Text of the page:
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Calling card

The welcome for Pope Francis — the first Pontiff to visit Myanmar, where Catholics are a small minority — was as unexpected for the great throngs of people lining the streets of Yangon as it was refined and festive. And his words resonated clearly as he unexpectedly addressed a group of religious representatives whom he had met at the Archbishop’s residence. Speaking off-the-cuff in Spanish, Pope Bergoglio immediately expressed his conviction and trust that the various faiths, united but not uniform, can contribute through their very differences to building peace and harmony.

So courteously was he welcomed, it was as if the guest had presented an impromptu calling card to introduce himself to the entire population. Which the Pope followed up several hours later in the country’s new capital, Nay Pyi Taw, surrounded by the green of the immense forest, as he addressed the Authorities and Diplomatic Corps after listening to the warm greeting of the State Counsellor and Minister of Foreign Affairs, Aung San Suu Kyi, who was honoured with the Nobel Peace Prize in 1991.

Just a few months after the establishment of normal diplomatic relations between Myanmar and the Holy See early last May, the Pontiff explained the aim of his visit, which is, first and foremost, “to pray with the nation’s small but fervent Catholic community, to confirm them in their faith, and to encourage them in their efforts to contribute to the good of the nation”. In this small Church the first Beatification was celebrated in 2014: that of two martyrs, an indigenous catechist and an Italian missionary. In 2015 Francis created the first cardinal originating from the country: Archbishop Charles Bo of Yangon, who in these days is hosting the Pontiff at his residence. The Pope affirmed that, although a minority in an almost entirely Buddhist country, and despite many difficulties, Catholicism is committed to building up “a just, reconciled and inclusive social order”. In Myanmar’s recent history conflicts have indeed multiplied, leaving a burdensome legacy of division. Thus today, the Pontiff continued, “the healing of those wounds must be a paramount political and spiritual priority”.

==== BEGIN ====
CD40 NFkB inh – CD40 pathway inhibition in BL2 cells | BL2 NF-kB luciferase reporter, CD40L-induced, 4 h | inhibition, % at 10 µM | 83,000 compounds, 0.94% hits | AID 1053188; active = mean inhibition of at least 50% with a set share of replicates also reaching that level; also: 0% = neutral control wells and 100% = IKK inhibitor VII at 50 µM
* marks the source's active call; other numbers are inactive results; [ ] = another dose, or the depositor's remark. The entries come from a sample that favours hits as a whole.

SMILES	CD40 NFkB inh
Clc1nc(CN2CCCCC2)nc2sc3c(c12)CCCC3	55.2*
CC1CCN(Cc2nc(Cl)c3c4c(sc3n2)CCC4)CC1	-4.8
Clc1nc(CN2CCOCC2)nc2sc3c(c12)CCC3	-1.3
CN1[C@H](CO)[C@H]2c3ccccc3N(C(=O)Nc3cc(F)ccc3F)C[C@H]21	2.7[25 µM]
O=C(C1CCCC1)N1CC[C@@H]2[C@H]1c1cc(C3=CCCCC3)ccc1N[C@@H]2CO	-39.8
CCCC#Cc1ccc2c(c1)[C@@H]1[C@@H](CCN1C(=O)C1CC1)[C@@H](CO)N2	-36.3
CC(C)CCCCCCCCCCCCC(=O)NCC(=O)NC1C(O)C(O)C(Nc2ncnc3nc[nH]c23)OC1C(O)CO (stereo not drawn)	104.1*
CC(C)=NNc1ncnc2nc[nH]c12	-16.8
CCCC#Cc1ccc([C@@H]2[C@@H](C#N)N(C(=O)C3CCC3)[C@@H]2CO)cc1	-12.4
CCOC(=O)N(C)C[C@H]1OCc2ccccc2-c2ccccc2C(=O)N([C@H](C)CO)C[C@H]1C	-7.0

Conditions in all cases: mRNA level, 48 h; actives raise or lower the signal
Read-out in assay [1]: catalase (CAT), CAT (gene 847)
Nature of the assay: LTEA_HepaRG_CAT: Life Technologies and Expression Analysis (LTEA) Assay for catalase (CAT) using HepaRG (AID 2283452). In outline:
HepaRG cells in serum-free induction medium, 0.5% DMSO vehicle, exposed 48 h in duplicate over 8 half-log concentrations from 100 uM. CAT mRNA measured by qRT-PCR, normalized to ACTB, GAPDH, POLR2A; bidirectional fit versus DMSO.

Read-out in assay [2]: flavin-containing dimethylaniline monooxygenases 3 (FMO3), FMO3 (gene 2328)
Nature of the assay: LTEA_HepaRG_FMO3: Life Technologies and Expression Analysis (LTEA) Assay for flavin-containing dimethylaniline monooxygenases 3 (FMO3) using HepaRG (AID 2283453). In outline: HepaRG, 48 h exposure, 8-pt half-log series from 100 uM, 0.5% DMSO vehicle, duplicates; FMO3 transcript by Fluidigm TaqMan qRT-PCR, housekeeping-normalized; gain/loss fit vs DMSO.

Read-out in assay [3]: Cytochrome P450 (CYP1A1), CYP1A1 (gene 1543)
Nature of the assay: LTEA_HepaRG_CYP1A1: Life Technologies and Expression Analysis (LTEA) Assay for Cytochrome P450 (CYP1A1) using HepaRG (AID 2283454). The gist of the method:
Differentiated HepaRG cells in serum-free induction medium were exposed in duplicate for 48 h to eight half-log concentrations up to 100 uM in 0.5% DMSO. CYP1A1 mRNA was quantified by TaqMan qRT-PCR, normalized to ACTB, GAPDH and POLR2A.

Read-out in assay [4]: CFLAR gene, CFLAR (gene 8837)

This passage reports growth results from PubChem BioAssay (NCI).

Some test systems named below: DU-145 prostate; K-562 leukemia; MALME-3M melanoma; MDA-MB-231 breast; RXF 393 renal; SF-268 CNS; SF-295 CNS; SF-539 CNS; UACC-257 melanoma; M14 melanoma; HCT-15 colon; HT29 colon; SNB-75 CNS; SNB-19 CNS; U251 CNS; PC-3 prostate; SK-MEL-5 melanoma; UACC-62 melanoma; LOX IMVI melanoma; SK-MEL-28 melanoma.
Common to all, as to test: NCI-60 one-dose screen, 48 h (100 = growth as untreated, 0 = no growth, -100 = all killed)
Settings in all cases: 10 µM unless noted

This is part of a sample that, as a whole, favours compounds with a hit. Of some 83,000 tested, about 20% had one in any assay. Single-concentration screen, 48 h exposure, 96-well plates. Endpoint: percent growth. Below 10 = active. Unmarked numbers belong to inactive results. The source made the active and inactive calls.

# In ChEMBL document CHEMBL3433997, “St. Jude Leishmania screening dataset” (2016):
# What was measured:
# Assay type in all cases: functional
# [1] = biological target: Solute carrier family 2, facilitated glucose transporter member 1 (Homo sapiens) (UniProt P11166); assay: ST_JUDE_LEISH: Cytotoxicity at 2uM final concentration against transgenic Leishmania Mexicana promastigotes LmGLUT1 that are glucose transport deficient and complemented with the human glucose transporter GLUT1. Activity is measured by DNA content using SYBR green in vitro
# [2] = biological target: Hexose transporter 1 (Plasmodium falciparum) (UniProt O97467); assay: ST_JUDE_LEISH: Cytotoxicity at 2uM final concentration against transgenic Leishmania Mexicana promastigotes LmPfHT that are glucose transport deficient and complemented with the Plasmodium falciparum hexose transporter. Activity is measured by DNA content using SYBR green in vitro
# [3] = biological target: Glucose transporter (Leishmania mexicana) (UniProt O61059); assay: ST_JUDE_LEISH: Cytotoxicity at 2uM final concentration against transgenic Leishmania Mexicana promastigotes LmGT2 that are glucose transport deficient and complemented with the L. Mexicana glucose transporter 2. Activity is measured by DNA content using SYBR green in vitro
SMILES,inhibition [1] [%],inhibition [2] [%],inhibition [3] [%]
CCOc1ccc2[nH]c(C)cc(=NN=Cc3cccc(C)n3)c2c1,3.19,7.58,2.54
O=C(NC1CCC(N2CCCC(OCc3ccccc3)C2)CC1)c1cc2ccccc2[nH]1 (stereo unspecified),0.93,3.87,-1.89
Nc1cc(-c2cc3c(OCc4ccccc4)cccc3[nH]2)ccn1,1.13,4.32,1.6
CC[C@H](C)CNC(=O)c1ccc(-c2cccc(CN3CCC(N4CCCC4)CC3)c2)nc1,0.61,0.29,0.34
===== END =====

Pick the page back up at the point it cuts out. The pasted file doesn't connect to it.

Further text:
Politically, the “process of peacebuilding and national reconciliation can only advance through a commitment to justice and respect for human rights”, Francis recalled. And he explained that this peace must be “based on respect for the dignity and rights of each member of society, respect for each ethnic group and its identity, respect for the rule of law, and respect for a democratic order that enables each individual and every group — none excluded — to offer its legitimate contribution to the common good”.

To these clearest of words, the Pope added what he had said earlier to the religious representatives whom he had met that morning in Yangon. That is, that “religious differences need not be a source of division and distrust, but rather a force for unity, forgiveness, tolerance and wise nationbuilding”, thereby contributing to healing “the emotional, spiritual and psychological wounds of those who have suffered in the years of conflict”.





St. Peter’s Square

Aug. 24, 2019